The government has to prove the following beyond a reasonable doubt:

  1. the accused
  2. was employed by or associated with
  3. any enterprise
  4. to conduct or participate,
  5. directly or indirectly,
  6. in the conduct of such enterprise’s affairs through a pattern of racketeering activity.

Alternative four

The government has to prove the following beyond a reasonable doubt:

  1. the accused
  2. conspired to
  3. violate any of the alternatives above.


What on earth does that mean?

First let’s look at some useful definitions. They will in turn lead us to defenses for PACO. There are a lot of technical aspects beyond just simply “I wasn’t involved” or “they got the wrong guy” in terms of a defense for Pennsylvania Corrupt Organization charges.

Definition of “Racketeering activity” for Pennsylvania Corrupt Organization charges

It means all of the following violations underlying this offense:

  • Chapter 25 (relating to criminal homicide)
  • Section 2706 (relating to terroristic threats)
  • Chapter 29 (relating to kidnapping)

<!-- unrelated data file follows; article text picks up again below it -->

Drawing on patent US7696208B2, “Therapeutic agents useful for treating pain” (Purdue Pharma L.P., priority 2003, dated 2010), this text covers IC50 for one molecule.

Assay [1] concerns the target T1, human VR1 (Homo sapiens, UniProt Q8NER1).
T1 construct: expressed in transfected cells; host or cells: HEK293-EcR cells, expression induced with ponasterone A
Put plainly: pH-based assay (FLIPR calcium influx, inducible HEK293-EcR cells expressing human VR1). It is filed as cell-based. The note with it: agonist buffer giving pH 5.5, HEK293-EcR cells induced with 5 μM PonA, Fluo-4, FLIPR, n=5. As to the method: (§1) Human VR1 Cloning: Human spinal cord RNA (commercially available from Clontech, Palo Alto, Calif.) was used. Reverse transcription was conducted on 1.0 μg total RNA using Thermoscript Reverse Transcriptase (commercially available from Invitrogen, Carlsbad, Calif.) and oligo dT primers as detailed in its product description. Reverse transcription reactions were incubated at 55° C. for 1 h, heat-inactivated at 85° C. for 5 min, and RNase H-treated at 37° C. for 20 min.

• Chapter 30 (relating to human trafficking)
  • Chapter 33 (relating to arson, criminal mischief and other property destruction)
  • Chapter 37 (relating to robbery)
  • Chapter 39 (relating to theft and related offenses)
  • Section 4108 (relating to commercial bribery and breach of duty to act disinterestedly)
  • Section 4109 (relating to rigging publicly exhibited contest)
  • Section 4117 (relating to insurance fraud)
  • Chapter 47 (relating to bribery and corrupt influence)
  • Chapter 49 (relating to falsification and intimidation)
  • Section 5111 (relating to dealing in proceeds of unlawful activities)
  • Section 5512 (relating to lotteries, etc.)
  • Section 5513 (relating to gambling devices, gambling, etc.)
  • Section 5514 (relating to pool selling and bookmaking)
  • Chapter 59 (relating to public indecency)
  • An offense indictable under section 13 of the act of April 14, 1972 (P.L.233, No.64), known as The Controlled Substance, Drug, Device and Cosmetic Act (relating to the sale and dispensing of narcotic drugs)
  • An offense indictable under 4 Pa.C.S. Pt. II (relating to gaming).

A conspiracy to commit any of the above.

Further, included in the definition of Racketeering Activities is the collection of any money or other property in full or partial satisfaction of a debt which arose as the result of the lending of money or other property at a rate of interest exceeding 25% per annum or the equivalent rate for a longer or shorter period, where not otherwise authorized by law.